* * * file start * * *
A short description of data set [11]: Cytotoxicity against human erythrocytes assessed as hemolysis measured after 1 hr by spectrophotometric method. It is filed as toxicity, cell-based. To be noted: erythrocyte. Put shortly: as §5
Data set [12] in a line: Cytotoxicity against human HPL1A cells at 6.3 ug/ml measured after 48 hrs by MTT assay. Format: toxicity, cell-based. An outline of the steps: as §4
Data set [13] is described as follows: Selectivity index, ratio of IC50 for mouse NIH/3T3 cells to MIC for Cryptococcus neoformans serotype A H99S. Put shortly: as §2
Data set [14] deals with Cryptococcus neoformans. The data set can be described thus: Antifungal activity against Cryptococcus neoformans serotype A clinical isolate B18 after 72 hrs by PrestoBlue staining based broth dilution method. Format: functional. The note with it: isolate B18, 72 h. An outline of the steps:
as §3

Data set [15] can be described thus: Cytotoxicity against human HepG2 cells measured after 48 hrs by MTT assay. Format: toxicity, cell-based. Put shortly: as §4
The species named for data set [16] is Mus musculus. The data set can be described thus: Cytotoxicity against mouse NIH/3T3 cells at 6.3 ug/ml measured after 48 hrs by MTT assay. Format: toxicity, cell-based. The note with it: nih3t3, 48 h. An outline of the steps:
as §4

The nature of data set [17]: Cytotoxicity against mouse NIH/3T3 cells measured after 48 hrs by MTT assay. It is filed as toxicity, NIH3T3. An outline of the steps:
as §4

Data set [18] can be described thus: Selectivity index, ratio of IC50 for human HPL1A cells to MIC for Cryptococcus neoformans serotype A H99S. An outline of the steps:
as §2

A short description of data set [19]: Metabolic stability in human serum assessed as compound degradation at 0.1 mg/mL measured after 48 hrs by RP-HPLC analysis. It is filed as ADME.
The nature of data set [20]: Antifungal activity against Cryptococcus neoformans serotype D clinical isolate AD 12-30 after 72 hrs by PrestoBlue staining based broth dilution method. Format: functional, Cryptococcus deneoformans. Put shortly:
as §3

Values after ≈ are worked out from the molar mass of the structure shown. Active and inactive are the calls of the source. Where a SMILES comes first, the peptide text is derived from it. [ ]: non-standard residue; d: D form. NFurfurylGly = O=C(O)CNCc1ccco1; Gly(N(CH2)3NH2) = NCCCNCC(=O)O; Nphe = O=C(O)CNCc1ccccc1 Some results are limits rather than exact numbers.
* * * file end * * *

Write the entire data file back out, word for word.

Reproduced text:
A short description of data set [11]: Cytotoxicity against human erythrocytes assessed as hemolysis measured after 1 hr by spectrophotometric method. It is filed as toxicity, cell-based. To be noted: erythrocyte. Put shortly: as §5
Data set [12] in a line: Cytotoxicity against human HPL1A cells at 6.3 ug/ml measured after 48 hrs by MTT assay. Format: toxicity, cell-based. An outline of the steps: as §4
Data set [13] is described as follows: Selectivity index, ratio of IC50 for mouse NIH/3T3 cells to MIC for Cryptococcus neoformans serotype A H99S. Put shortly: as §2
Data set [14] deals with Cryptococcus neoformans. The data set can be described thus: Antifungal activity against Cryptococcus neoformans serotype A clinical isolate B18 after 72 hrs by PrestoBlue staining based broth dilution method. Format: functional. The note with it: isolate B18, 72 h. An outline of the steps:
as §3

Data set [15] can be described thus: Cytotoxicity against human HepG2 cells measured after 48 hrs by MTT assay. Format: toxicity, cell-based. Put shortly: as §4
The species named for data set [16] is Mus musculus. The data set can be described thus: Cytotoxicity against mouse NIH/3T3 cells at 6.3 ug/ml measured after 48 hrs by MTT assay. Format: toxicity, cell-based. The note with it: nih3t3, 48 h. An outline of the steps:
as §4

The nature of data set [17]: Cytotoxicity against mouse NIH/3T3 cells measured after 48 hrs by MTT assay. It is filed as toxicity, NIH3T3. An outline of the steps:
as §4

Data set [18] can be described thus: Selectivity index, ratio of IC50 for human HPL1A cells to MIC for Cryptococcus neoformans serotype A H99S. An outline of the steps:
as §2

A short description of data set [19]: Metabolic stability in human serum assessed as compound degradation at 0.1 mg/mL measured after 48 hrs by RP-HPLC analysis. It is filed as ADME.
The nature of data set [20]: Antifungal activity against Cryptococcus neoformans serotype D clinical isolate AD 12-30 after 72 hrs by PrestoBlue staining based broth dilution method. Format: functional, Cryptococcus deneoformans. Put shortly:
as §3

Values after ≈ are worked out from the molar mass of the structure shown. Active and inactive are the calls of the source. Where a SMILES comes first, the peptide text is derived from it. [ ]: non-standard residue; d: D form. NFurfurylGly = O=C(O)CNCc1ccco1; Gly(N(CH2)3NH2) = NCCCNCC(=O)O; Nphe = O=C(O)CNCc1ccccc1 Some results are limits rather than exact numbers.